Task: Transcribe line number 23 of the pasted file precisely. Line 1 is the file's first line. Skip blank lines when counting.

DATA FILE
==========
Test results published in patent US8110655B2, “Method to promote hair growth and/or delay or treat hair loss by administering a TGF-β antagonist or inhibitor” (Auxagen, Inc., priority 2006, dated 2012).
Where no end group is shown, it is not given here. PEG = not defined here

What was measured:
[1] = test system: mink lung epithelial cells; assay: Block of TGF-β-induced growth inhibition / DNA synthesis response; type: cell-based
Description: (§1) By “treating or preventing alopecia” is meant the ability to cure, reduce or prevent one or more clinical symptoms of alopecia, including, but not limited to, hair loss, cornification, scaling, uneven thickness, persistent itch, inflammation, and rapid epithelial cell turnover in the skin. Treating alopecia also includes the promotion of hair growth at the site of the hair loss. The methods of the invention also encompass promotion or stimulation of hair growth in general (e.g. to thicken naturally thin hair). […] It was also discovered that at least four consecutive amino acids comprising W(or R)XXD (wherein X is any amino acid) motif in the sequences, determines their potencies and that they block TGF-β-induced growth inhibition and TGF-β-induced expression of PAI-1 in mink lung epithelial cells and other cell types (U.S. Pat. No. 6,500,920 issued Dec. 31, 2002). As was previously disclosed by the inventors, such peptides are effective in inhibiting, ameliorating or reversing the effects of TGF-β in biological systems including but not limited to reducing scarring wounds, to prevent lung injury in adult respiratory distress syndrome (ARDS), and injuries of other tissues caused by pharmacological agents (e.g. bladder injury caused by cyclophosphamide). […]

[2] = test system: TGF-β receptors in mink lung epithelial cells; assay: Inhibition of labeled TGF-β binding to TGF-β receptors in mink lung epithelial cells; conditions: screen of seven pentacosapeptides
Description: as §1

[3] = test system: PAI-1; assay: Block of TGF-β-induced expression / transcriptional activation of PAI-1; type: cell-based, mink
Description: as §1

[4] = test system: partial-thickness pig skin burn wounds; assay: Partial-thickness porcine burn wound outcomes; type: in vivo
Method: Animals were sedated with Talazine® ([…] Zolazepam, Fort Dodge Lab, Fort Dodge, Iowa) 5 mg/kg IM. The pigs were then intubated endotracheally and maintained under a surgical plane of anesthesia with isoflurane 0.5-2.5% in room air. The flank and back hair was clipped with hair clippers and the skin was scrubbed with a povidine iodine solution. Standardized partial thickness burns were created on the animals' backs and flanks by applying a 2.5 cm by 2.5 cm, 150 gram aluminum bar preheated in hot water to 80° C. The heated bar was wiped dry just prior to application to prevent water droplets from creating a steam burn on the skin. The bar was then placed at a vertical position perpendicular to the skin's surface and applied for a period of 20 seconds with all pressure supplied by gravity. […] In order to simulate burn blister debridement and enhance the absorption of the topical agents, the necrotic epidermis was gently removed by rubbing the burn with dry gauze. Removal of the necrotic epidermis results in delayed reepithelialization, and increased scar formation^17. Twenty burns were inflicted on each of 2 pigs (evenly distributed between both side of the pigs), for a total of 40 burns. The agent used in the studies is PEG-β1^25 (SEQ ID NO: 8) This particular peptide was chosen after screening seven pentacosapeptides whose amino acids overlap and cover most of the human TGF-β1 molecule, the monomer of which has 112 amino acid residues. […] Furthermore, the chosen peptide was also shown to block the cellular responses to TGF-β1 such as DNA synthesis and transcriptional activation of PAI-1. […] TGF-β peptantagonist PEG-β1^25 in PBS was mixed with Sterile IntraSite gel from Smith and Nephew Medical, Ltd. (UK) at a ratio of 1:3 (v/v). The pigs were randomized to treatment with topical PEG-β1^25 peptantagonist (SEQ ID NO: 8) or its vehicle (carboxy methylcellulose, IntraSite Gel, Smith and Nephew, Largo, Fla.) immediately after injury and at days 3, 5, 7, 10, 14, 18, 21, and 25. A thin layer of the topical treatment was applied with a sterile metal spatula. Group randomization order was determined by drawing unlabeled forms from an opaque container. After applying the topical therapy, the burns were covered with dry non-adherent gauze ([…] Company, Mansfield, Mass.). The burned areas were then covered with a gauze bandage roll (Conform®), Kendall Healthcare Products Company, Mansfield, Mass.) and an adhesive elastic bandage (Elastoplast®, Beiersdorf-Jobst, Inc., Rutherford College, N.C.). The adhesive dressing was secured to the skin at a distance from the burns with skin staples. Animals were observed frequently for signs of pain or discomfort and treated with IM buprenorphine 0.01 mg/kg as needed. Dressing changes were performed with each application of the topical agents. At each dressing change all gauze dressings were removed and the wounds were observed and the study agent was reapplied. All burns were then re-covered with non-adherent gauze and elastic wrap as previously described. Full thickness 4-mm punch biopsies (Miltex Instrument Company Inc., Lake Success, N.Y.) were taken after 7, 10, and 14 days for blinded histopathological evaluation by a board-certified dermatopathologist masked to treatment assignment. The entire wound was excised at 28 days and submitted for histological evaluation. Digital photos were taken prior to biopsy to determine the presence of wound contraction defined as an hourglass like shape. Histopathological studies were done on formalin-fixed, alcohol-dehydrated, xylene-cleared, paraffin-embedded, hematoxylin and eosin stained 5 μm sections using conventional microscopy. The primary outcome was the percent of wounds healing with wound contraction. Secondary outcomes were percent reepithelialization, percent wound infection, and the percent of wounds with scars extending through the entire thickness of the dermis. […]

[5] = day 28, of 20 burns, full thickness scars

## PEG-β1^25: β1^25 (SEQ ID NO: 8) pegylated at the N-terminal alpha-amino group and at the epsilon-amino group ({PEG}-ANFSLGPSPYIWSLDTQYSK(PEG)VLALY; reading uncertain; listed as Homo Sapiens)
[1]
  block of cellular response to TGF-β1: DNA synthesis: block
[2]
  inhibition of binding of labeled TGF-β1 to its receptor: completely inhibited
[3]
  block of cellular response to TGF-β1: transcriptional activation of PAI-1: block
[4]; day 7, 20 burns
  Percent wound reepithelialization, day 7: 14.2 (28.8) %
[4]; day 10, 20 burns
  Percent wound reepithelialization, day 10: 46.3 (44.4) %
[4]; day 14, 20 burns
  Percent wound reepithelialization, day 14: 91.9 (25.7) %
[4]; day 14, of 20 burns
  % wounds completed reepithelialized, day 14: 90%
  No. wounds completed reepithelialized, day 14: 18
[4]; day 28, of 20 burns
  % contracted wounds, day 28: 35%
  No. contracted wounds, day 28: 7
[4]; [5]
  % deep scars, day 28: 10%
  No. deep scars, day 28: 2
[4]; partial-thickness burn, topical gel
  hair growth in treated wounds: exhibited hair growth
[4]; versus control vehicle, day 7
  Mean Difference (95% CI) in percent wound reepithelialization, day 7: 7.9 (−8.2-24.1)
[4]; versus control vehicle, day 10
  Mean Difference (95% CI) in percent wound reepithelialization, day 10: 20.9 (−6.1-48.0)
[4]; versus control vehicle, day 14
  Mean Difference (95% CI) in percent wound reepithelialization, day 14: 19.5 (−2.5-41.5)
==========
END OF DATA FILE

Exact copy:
  Percent wound reepithelialization, day 10: 46.3 (44.4) %